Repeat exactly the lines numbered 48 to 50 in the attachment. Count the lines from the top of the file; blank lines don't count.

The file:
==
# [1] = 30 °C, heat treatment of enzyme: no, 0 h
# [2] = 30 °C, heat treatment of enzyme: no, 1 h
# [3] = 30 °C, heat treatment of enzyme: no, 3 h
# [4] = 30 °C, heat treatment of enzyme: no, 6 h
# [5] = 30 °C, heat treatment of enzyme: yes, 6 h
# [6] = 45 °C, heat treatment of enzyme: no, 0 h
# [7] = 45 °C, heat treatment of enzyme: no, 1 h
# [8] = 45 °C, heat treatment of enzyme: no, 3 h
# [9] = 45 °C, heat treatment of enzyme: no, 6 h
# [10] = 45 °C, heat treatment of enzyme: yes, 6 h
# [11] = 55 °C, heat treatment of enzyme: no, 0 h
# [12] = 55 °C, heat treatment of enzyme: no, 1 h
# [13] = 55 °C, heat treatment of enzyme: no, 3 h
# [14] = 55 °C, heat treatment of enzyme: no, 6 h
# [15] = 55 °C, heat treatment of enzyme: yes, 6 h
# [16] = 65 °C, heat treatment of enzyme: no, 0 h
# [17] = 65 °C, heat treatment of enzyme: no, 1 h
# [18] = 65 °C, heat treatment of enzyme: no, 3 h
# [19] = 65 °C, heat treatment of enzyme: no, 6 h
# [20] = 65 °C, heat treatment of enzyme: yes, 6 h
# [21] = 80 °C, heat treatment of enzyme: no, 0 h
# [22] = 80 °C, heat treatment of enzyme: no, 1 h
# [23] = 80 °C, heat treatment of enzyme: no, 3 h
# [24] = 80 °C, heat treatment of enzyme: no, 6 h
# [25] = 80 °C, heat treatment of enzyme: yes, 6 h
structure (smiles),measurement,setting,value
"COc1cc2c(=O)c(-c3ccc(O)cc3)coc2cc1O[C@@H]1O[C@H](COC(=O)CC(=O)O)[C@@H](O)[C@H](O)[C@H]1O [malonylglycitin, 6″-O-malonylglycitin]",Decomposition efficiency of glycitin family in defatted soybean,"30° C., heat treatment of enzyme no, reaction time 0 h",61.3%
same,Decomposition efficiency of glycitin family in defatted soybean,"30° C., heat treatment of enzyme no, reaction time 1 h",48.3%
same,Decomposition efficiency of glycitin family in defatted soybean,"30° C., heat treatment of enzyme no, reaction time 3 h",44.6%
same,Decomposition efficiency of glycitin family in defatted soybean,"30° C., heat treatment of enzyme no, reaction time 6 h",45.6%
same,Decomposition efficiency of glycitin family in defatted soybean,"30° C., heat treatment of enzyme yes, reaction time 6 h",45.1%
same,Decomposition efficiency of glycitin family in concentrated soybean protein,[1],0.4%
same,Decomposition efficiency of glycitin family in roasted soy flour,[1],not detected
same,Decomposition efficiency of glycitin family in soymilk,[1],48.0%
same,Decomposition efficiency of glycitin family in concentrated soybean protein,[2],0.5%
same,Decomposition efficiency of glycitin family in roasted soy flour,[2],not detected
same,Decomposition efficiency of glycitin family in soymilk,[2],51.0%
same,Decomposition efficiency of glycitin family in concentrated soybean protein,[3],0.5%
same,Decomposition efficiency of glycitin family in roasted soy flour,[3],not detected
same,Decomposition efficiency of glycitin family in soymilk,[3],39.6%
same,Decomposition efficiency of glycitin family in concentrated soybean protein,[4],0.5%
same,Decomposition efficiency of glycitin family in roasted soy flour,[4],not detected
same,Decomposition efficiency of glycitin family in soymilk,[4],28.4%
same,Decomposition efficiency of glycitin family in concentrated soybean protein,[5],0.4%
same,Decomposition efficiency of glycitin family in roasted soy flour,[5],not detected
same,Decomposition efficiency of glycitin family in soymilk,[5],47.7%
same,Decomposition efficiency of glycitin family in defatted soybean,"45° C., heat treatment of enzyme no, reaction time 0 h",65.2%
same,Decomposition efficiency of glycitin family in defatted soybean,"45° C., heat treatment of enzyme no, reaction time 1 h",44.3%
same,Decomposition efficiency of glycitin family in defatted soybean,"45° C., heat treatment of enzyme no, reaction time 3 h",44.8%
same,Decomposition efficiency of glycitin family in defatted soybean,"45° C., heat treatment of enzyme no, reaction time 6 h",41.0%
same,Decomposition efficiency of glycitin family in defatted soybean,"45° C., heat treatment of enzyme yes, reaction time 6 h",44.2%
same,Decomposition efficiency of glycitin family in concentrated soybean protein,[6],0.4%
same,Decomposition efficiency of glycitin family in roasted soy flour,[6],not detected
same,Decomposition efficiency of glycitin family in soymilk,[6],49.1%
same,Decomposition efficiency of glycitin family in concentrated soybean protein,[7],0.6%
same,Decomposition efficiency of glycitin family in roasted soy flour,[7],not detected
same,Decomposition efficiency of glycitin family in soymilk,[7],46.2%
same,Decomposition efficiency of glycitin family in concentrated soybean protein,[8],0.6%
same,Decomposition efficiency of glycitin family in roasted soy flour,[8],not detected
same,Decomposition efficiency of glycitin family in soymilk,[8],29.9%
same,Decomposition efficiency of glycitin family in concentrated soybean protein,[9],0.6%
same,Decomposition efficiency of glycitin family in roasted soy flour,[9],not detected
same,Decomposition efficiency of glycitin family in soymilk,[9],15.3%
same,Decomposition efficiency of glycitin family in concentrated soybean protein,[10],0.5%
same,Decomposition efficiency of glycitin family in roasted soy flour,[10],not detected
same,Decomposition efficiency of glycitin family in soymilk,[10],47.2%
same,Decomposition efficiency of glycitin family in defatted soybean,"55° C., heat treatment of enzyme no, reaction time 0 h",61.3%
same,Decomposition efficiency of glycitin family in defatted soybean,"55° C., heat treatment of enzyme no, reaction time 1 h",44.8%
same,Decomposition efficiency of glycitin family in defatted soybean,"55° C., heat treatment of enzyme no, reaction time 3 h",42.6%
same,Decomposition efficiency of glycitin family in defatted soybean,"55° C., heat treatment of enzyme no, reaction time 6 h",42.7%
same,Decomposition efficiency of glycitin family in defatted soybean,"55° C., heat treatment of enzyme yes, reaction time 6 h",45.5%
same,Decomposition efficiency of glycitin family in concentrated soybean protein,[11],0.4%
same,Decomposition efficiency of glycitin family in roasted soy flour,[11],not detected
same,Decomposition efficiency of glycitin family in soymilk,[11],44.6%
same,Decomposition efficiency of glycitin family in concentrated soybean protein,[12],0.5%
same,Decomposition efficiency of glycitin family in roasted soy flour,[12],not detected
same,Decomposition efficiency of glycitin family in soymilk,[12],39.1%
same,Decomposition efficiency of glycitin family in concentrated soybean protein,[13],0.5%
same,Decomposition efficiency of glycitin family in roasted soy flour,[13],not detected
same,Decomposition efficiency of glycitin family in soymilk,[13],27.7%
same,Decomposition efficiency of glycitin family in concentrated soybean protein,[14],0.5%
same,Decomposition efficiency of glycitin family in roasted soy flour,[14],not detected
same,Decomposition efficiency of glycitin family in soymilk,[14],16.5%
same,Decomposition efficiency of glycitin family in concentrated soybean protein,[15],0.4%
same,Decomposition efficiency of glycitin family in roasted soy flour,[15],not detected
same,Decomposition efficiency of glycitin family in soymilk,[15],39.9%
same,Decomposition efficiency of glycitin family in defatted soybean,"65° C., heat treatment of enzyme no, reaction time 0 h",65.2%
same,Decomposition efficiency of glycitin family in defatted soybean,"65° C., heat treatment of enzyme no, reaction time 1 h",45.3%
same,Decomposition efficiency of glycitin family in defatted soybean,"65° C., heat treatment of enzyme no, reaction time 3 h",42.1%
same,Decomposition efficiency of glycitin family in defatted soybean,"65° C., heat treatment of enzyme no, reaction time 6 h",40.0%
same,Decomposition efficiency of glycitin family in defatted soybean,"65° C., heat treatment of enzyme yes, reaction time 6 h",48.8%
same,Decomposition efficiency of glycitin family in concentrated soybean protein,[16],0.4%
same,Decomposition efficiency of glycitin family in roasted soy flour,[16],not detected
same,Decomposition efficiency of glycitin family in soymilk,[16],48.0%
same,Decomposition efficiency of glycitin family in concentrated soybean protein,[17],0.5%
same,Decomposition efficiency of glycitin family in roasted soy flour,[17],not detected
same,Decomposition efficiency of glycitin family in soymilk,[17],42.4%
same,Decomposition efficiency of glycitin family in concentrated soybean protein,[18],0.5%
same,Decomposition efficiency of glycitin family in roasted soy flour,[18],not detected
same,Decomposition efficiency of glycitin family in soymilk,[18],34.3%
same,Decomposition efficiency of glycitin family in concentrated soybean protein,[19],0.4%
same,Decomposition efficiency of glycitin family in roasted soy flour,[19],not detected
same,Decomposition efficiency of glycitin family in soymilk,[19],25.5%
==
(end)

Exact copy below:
same,Decomposition efficiency of glycitin family in defatted soybean,"45° C., heat treatment of enzyme no, reaction time 1 h",44.3%
same,Decomposition efficiency of glycitin family in defatted soybean,"45° C., heat treatment of enzyme no, reaction time 3 h",44.8%
same,Decomposition efficiency of glycitin family in defatted soybean,"45° C., heat treatment of enzyme no, reaction time 6 h",41.0%